The purpose of art is to delight us; certain men and women (no smarter than you or I) whose art can delight us have been given dispensation from going out and fetching water and carrying wood. It's no more elaborate than that. — David Mamet

by Robin Sloan

Second reading of this charming romp about an unemployed, RISD-trained graphic designer who lands a night-shift job at an all-night North Beach bookstore that is, of course, more than what it seems. So, too, is the craft of this novel, for beneath the genre pastiche lies some lovely lyricism, surprising insight into the magic of technology, and a flair for drawing character or, more precisely, for depicting the narrator’s emotional response on encountering that character.

The perfect antidote to a bad case of the slums.

Oct 17 1 2017


by Teddy

A psychopath goes to Harvard, and finds himself perfectly at home: this is a strange and unsettling reply to Love Story, Goodbye Columbus, and Portnoy’s Complaint. The Loner follows David Federman, a colorless grind, to Harvard. A good deal of the local detail is good, but Federmans, lacking much color or vast money, seldom get to Harvard these days. David’s physics-loving roommate belongs at MIT, and his intellectual girlfriend probably got into Brown but might well have gone to Smith or Williams. Then again, Federman’s beloved, his own private Daisy Buchanan, really does belong at Harvard. So do her friends. They probably deserve each other.

by Herman Wouk

I wanted to revisit this classic in part because I have Wouk’s memoir, Sailor and Fiddler: Reflections of a 100-Year-Old Author, on my stack. In addition, I’ve been struggling all summer (along with Morgan Macri) against the problems of telling a story that requires a large cast, and of course this was Wouk’s specialty.

I remember my surprise on my first reading how the book is much larger than the (wonderful) movie, and how it is far more interested in Ensign Keith than was the film. Queeg, of course, is wonderfully drawn, and it’s interesting that Wouk did not return to that theme in The Winds Of War or The Hope.

I walked out of my office yesterday to find a sign, advertising a reading that very night at the Watertown Free Public Library. It’s a nice library. It has Harriet Homer’s sculpting tools, and some nice wood panelling in the old part of the building. They have public meeting rooms.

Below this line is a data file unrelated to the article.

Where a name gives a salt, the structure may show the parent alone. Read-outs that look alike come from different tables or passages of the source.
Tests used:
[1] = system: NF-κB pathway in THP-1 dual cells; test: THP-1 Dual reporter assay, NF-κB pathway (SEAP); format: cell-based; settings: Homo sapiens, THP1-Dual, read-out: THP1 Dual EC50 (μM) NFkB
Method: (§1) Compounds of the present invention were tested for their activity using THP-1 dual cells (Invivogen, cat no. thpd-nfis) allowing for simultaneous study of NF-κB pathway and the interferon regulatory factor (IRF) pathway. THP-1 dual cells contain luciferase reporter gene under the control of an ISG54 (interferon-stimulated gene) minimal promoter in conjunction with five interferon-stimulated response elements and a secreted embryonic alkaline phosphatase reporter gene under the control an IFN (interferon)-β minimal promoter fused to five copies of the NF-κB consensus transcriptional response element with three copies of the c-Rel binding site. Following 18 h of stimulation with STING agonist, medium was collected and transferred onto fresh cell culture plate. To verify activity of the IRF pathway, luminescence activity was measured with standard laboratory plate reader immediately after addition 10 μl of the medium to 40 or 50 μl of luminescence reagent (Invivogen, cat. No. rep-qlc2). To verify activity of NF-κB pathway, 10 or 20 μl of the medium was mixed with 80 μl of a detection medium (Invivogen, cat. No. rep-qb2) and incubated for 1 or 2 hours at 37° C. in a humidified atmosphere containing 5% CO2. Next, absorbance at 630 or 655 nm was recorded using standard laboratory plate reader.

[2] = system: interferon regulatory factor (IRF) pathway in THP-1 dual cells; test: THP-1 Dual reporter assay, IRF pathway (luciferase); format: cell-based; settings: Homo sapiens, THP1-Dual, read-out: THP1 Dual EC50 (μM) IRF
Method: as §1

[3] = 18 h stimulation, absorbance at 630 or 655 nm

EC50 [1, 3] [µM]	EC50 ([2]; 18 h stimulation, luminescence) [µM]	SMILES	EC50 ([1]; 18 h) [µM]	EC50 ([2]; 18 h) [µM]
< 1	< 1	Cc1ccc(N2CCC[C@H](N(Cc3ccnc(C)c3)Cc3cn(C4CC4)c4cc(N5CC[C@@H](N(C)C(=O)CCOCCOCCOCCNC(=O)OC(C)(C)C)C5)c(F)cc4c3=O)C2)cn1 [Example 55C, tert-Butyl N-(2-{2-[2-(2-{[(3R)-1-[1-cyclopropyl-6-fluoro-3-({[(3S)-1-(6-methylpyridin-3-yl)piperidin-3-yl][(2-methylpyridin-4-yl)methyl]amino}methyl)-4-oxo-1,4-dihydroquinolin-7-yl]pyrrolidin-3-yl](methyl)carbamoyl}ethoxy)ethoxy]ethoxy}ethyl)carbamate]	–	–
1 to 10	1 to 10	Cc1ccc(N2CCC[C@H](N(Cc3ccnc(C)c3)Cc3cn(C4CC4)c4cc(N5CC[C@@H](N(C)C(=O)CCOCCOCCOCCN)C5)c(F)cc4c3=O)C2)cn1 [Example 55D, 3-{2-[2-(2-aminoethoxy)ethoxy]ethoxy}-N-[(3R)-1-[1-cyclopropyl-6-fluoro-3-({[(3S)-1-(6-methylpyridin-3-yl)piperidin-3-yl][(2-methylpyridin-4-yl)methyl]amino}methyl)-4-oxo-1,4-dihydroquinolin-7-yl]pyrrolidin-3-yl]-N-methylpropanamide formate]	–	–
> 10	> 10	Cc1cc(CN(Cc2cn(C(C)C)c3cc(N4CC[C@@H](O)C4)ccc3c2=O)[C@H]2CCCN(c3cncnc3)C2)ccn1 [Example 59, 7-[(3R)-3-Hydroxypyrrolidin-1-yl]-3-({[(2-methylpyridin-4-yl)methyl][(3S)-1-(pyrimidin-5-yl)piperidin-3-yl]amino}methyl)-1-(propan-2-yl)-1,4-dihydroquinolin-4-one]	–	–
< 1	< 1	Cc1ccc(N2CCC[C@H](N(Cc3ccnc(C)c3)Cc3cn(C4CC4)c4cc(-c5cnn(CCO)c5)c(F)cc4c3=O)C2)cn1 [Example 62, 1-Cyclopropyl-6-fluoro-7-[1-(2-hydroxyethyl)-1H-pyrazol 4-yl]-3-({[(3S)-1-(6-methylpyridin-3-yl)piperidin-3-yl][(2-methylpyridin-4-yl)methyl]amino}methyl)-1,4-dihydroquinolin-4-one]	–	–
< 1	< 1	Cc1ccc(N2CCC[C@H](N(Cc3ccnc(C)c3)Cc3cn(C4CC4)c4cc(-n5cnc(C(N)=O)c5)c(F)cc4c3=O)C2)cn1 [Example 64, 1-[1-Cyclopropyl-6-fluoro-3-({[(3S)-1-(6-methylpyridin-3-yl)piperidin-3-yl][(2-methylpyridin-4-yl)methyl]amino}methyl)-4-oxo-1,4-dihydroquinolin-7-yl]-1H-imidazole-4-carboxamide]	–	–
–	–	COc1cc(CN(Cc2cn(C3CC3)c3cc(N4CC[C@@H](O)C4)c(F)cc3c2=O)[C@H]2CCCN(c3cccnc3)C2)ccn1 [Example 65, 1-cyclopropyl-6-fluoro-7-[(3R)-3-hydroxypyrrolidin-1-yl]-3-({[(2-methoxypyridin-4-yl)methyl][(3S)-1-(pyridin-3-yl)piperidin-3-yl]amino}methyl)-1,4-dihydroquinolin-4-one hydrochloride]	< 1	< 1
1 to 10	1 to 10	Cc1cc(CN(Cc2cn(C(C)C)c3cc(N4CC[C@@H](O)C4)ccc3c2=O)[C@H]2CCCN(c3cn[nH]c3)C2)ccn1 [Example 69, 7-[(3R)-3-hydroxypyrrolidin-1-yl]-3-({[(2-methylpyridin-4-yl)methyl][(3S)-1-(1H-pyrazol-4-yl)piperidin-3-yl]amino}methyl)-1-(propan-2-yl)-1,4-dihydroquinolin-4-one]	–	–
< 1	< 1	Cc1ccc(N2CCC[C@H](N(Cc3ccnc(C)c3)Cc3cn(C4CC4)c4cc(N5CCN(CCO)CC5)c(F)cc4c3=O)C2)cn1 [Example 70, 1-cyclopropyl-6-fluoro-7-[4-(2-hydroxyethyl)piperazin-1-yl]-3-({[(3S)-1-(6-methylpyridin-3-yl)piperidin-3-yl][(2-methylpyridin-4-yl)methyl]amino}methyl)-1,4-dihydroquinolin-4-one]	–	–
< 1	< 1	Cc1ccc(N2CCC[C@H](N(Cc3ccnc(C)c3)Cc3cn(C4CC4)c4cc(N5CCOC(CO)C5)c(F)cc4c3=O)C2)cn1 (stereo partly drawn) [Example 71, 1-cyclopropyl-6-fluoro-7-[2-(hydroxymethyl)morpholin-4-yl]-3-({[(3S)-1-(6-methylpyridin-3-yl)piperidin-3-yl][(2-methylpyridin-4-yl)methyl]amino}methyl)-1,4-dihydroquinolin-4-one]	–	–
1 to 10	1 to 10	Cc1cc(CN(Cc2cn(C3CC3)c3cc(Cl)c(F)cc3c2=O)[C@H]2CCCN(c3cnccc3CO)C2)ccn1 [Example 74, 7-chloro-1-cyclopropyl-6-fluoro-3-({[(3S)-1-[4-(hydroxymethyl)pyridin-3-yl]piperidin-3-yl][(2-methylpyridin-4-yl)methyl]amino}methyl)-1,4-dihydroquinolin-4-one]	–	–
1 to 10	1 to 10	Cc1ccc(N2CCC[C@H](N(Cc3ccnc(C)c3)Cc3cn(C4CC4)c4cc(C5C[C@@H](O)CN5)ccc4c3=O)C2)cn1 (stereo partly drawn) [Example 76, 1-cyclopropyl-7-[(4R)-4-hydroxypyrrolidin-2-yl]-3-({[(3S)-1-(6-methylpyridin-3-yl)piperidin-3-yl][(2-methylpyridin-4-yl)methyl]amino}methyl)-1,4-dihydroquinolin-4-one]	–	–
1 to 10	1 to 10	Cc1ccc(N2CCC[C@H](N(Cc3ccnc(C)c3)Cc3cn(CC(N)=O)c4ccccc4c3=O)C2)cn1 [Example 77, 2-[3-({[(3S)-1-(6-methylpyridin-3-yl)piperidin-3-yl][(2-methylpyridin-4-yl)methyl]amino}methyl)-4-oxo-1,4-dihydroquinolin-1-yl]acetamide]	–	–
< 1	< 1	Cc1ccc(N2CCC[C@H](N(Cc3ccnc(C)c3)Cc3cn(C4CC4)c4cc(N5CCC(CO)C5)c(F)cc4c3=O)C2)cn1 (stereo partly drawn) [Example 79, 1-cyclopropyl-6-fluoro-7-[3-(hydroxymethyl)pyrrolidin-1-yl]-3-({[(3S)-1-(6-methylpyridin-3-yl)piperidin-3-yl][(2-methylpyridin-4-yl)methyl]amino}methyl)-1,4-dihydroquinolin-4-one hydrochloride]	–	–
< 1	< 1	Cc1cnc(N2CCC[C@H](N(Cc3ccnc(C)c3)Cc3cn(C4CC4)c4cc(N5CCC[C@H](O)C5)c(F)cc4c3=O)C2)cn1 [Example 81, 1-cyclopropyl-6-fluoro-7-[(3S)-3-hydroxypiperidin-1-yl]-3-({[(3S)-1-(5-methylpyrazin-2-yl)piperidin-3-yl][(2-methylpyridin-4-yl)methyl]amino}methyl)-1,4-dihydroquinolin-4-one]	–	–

Tonight, the library was featuring a Nazi.

That’s not just my opinion. The Forward has an essay specifically about him: “The Jewish Left Needs To Call Out Real Anti-Semites.” The Daily Beast headlined him as “ Jew-Hater.” Medium has an entire guide for organizations like my library: “Oops: Your Guest Is A Nazi,” showing this fellow posing with his new book on the platform of Berlin-Wannsee — the suburb where, you will recall, his predecessors had a pleasant weekend retreat where they finally solved the Jewish Problem.

I could go on.

Somehow, this is now acceptable in the US. It’s just an opinion. Yes, it’s an opinion that I ought to be boiled down into soap — but hey! Free speech!

The trustees of the Watertown Free Public Library should be ashamed of themselves. The director should resign.

by Helene Tursten

A Diane Greco recommendation, in honor of Women In Translation Month. At a small private hospital in Goteborg, the power is suddenly cut and the emergency generator disabled. A nurse is found to have been strangled, a patient dies during the power outage, and one of the senior nurses is certain that she saw the hospital ghost, a nurse who committed suicide in the attic in 1945. This highly-competent police procedural focuses on a puzzling crime but is at its best when it spares a moment for its protagonist’s family problems.

by Maomi Novik

Her Majesty’s Dragon Temeraire, having concluded his diplomacy in China, is dispatched to the Ottoman Court in order to pick up some extremely important dragon eggs. Inevitably, troubles (and Napoleon’s forces) interfere.